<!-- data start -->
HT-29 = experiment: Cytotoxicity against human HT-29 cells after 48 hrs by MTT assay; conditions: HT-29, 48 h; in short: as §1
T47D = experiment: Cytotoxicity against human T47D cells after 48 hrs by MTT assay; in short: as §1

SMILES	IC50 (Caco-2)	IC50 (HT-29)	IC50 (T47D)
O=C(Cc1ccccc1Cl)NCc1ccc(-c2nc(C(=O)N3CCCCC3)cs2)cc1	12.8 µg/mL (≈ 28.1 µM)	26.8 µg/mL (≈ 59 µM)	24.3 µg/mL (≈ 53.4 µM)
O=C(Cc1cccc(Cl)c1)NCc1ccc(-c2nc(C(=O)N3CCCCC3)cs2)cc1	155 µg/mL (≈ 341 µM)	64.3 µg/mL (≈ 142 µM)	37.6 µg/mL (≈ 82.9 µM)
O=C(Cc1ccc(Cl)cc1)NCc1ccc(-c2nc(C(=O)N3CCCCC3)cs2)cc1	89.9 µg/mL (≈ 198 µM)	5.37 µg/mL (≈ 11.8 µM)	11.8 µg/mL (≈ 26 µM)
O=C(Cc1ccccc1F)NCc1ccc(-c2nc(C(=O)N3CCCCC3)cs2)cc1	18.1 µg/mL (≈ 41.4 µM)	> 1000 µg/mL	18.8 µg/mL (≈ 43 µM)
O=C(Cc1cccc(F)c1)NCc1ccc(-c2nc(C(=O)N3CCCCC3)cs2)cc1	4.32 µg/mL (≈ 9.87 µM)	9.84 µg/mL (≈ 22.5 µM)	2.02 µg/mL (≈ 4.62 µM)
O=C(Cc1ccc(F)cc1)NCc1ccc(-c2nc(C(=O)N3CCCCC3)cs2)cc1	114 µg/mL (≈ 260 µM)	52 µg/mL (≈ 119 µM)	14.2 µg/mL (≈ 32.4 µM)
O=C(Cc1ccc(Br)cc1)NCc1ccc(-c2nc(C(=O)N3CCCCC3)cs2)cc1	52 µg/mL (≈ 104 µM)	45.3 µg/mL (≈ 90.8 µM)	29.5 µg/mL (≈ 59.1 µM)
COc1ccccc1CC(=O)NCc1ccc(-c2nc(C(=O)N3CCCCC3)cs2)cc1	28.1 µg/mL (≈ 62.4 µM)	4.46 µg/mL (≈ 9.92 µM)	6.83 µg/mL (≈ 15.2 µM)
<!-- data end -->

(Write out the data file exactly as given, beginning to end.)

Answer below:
HT-29 = experiment: Cytotoxicity against human HT-29 cells after 48 hrs by MTT assay; conditions: HT-29, 48 h; in short: as §1
T47D = experiment: Cytotoxicity against human T47D cells after 48 hrs by MTT assay; in short: as §1

SMILES	IC50 (Caco-2)	IC50 (HT-29)	IC50 (T47D)
O=C(Cc1ccccc1Cl)NCc1ccc(-c2nc(C(=O)N3CCCCC3)cs2)cc1	12.8 µg/mL (≈ 28.1 µM)	26.8 µg/mL (≈ 59 µM)	24.3 µg/mL (≈ 53.4 µM)
O=C(Cc1cccc(Cl)c1)NCc1ccc(-c2nc(C(=O)N3CCCCC3)cs2)cc1	155 µg/mL (≈ 341 µM)	64.3 µg/mL (≈ 142 µM)	37.6 µg/mL (≈ 82.9 µM)
O=C(Cc1ccc(Cl)cc1)NCc1ccc(-c2nc(C(=O)N3CCCCC3)cs2)cc1	89.9 µg/mL (≈ 198 µM)	5.37 µg/mL (≈ 11.8 µM)	11.8 µg/mL (≈ 26 µM)
O=C(Cc1ccccc1F)NCc1ccc(-c2nc(C(=O)N3CCCCC3)cs2)cc1	18.1 µg/mL (≈ 41.4 µM)	> 1000 µg/mL	18.8 µg/mL (≈ 43 µM)
O=C(Cc1cccc(F)c1)NCc1ccc(-c2nc(C(=O)N3CCCCC3)cs2)cc1	4.32 µg/mL (≈ 9.87 µM)	9.84 µg/mL (≈ 22.5 µM)	2.02 µg/mL (≈ 4.62 µM)
O=C(Cc1ccc(F)cc1)NCc1ccc(-c2nc(C(=O)N3CCCCC3)cs2)cc1	114 µg/mL (≈ 260 µM)	52 µg/mL (≈ 119 µM)	14.2 µg/mL (≈ 32.4 µM)
O=C(Cc1ccc(Br)cc1)NCc1ccc(-c2nc(C(=O)N3CCCCC3)cs2)cc1	52 µg/mL (≈ 104 µM)	45.3 µg/mL (≈ 90.8 µM)	29.5 µg/mL (≈ 59.1 µM)
COc1ccccc1CC(=O)NCc1ccc(-c2nc(C(=O)N3CCCCC3)cs2)cc1	28.1 µg/mL (≈ 62.4 µM)	4.46 µg/mL (≈ 9.92 µM)	6.83 µg/mL (≈ 15.2 µM)